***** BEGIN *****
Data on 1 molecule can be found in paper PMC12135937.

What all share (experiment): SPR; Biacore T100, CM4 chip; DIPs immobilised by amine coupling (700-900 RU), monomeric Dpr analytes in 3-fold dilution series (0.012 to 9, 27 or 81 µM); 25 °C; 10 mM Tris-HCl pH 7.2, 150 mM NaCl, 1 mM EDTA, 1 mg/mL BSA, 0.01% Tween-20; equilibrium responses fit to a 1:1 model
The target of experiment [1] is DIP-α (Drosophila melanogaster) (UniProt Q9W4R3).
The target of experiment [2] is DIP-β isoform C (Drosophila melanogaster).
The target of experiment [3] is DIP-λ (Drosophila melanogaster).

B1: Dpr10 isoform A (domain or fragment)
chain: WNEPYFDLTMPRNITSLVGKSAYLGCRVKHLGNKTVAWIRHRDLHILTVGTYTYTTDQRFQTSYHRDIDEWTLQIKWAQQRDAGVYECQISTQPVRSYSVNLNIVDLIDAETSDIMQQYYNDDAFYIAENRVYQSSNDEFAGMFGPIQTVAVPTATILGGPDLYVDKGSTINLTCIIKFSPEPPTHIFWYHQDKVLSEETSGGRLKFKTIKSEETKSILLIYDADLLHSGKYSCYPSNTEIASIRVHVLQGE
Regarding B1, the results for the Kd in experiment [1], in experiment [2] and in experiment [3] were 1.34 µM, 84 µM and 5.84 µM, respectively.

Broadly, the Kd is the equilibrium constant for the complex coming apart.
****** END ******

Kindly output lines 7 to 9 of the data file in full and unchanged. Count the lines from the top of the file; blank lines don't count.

chain: WNEPYFDLTMPRNITSLVGKSAYLGCRVKHLGNKTVAWIRHRDLHILTVGTYTYTTDQRFQTSYHRDIDEWTLQIKWAQQRDAGVYECQISTQPVRSYSVNLNIVDLIDAETSDIMQQYYNDDAFYIAENRVYQSSNDEFAGMFGPIQTVAVPTATILGGPDLYVDKGSTINLTCIIKFSPEPPTHIFWYHQDKVLSEETSGGRLKFKTIKSEETKSILLIYDADLLHSGKYSCYPSNTEIASIRVHVLQGE
Regarding B1, the results for the Kd in experiment [1], in experiment [2] and in experiment [3] were 1.34 µM, 84 µM and 5.84 µM, respectively.

Broadly, the Kd is the equilibrium constant for the complex coming apart.